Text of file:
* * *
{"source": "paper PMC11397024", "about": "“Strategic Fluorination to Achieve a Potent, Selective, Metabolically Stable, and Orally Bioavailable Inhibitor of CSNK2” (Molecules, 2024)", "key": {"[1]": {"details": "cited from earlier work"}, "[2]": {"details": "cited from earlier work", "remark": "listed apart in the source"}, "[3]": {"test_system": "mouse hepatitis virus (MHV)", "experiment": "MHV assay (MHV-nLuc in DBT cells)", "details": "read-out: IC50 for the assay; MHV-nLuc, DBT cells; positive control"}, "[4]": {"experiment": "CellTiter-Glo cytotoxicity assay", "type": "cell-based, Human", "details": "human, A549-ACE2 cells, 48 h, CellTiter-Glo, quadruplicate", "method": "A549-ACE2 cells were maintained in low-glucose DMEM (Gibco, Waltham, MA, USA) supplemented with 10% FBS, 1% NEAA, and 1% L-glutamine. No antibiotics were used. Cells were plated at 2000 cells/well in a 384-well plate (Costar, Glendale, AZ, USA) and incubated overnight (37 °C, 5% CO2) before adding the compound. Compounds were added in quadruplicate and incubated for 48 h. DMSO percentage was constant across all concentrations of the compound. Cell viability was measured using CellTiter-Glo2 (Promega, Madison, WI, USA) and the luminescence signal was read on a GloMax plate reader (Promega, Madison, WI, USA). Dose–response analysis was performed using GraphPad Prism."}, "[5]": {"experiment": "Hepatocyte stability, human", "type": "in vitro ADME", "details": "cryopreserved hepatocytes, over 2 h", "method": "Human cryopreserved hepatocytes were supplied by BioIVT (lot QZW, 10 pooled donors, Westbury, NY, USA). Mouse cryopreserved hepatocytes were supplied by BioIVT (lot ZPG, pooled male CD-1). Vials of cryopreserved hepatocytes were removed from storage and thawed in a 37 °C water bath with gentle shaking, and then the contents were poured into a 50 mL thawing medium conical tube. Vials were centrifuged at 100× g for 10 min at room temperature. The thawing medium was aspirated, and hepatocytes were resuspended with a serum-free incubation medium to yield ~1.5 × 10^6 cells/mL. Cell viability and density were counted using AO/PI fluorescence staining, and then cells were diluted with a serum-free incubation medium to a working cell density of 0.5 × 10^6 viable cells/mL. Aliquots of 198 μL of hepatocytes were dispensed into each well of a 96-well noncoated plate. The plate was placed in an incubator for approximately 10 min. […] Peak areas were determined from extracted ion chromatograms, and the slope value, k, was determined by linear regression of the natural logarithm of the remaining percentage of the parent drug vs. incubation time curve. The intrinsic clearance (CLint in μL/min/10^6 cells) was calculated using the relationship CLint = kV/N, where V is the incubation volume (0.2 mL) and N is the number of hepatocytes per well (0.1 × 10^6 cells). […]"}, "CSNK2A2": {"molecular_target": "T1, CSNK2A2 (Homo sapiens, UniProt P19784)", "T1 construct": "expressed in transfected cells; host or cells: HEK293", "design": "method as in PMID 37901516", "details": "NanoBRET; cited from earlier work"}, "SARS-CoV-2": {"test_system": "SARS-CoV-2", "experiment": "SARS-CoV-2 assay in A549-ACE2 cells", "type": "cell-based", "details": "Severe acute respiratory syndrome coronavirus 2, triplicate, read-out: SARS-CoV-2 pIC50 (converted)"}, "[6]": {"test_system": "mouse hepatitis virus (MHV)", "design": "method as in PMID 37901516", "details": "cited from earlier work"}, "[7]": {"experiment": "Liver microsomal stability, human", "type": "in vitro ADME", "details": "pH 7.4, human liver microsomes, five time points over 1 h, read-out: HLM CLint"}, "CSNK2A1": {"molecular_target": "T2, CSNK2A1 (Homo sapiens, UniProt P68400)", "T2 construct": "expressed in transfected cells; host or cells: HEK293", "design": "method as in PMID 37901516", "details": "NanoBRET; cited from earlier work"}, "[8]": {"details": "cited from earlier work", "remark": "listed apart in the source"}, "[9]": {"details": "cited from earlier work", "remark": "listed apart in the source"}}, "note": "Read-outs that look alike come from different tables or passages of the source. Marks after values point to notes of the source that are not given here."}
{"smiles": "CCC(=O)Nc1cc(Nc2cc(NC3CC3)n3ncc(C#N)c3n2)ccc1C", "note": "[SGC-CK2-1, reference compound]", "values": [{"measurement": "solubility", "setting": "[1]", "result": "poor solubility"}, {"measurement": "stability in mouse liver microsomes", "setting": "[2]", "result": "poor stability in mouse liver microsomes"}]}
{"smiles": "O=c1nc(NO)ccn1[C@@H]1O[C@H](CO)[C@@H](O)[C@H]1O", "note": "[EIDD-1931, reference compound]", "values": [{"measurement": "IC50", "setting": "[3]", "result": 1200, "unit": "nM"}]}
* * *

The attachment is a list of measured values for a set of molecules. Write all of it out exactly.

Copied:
{"source": "paper PMC11397024", "about": "“Strategic Fluorination to Achieve a Potent, Selective, Metabolically Stable, and Orally Bioavailable Inhibitor of CSNK2” (Molecules, 2024)", "key": {"[1]": {"details": "cited from earlier work"}, "[2]": {"details": "cited from earlier work", "remark": "listed apart in the source"}, "[3]": {"test_system": "mouse hepatitis virus (MHV)", "experiment": "MHV assay (MHV-nLuc in DBT cells)", "details": "read-out: IC50 for the assay; MHV-nLuc, DBT cells; positive control"}, "[4]": {"experiment": "CellTiter-Glo cytotoxicity assay", "type": "cell-based, Human", "details": "human, A549-ACE2 cells, 48 h, CellTiter-Glo, quadruplicate", "method": "A549-ACE2 cells were maintained in low-glucose DMEM (Gibco, Waltham, MA, USA) supplemented with 10% FBS, 1% NEAA, and 1% L-glutamine. No antibiotics were used. Cells were plated at 2000 cells/well in a 384-well plate (Costar, Glendale, AZ, USA) and incubated overnight (37 °C, 5% CO2) before adding the compound. Compounds were added in quadruplicate and incubated for 48 h. DMSO percentage was constant across all concentrations of the compound. Cell viability was measured using CellTiter-Glo2 (Promega, Madison, WI, USA) and the luminescence signal was read on a GloMax plate reader (Promega, Madison, WI, USA). Dose–response analysis was performed using GraphPad Prism."}, "[5]": {"experiment": "Hepatocyte stability, human", "type": "in vitro ADME", "details": "cryopreserved hepatocytes, over 2 h", "method": "Human cryopreserved hepatocytes were supplied by BioIVT (lot QZW, 10 pooled donors, Westbury, NY, USA). Mouse cryopreserved hepatocytes were supplied by BioIVT (lot ZPG, pooled male CD-1). Vials of cryopreserved hepatocytes were removed from storage and thawed in a 37 °C water bath with gentle shaking, and then the contents were poured into a 50 mL thawing medium conical tube. Vials were centrifuged at 100× g for 10 min at room temperature. The thawing medium was aspirated, and hepatocytes were resuspended with a serum-free incubation medium to yield ~1.5 × 10^6 cells/mL. Cell viability and density were counted using AO/PI fluorescence staining, and then cells were diluted with a serum-free incubation medium to a working cell density of 0.5 × 10^6 viable cells/mL. Aliquots of 198 μL of hepatocytes were dispensed into each well of a 96-well noncoated plate. The plate was placed in an incubator for approximately 10 min. […] Peak areas were determined from extracted ion chromatograms, and the slope value, k, was determined by linear regression of the natural logarithm of the remaining percentage of the parent drug vs. incubation time curve. The intrinsic clearance (CLint in μL/min/10^6 cells) was calculated using the relationship CLint = kV/N, where V is the incubation volume (0.2 mL) and N is the number of hepatocytes per well (0.1 × 10^6 cells). […]"}, "CSNK2A2": {"molecular_target": "T1, CSNK2A2 (Homo sapiens, UniProt P19784)", "T1 construct": "expressed in transfected cells; host or cells: HEK293", "design": "method as in PMID 37901516", "details": "NanoBRET; cited from earlier work"}, "SARS-CoV-2": {"test_system": "SARS-CoV-2", "experiment": "SARS-CoV-2 assay in A549-ACE2 cells", "type": "cell-based", "details": "Severe acute respiratory syndrome coronavirus 2, triplicate, read-out: SARS-CoV-2 pIC50 (converted)"}, "[6]": {"test_system": "mouse hepatitis virus (MHV)", "design": "method as in PMID 37901516", "details": "cited from earlier work"}, "[7]": {"experiment": "Liver microsomal stability, human", "type": "in vitro ADME", "details": "pH 7.4, human liver microsomes, five time points over 1 h, read-out: HLM CLint"}, "CSNK2A1": {"molecular_target": "T2, CSNK2A1 (Homo sapiens, UniProt P68400)", "T2 construct": "expressed in transfected cells; host or cells: HEK293", "design": "method as in PMID 37901516", "details": "NanoBRET; cited from earlier work"}, "[8]": {"details": "cited from earlier work", "remark": "listed apart in the source"}, "[9]": {"details": "cited from earlier work", "remark": "listed apart in the source"}}, "note": "Read-outs that look alike come from different tables or passages of the source. Marks after values point to notes of the source that are not given here."}
{"smiles": "CCC(=O)Nc1cc(Nc2cc(NC3CC3)n3ncc(C#N)c3n2)ccc1C", "note": "[SGC-CK2-1, reference compound]", "values": [{"measurement": "solubility", "setting": "[1]", "result": "poor solubility"}, {"measurement": "stability in mouse liver microsomes", "setting": "[2]", "result": "poor stability in mouse liver microsomes"}]}
{"smiles": "O=c1nc(NO)ccn1[C@@H]1O[C@H](CO)[C@@H](O)[C@H]1O", "note": "[EIDD-1931, reference compound]", "values": [{"measurement": "IC50", "setting": "[3]", "result": 1200, "unit": "nM"}]}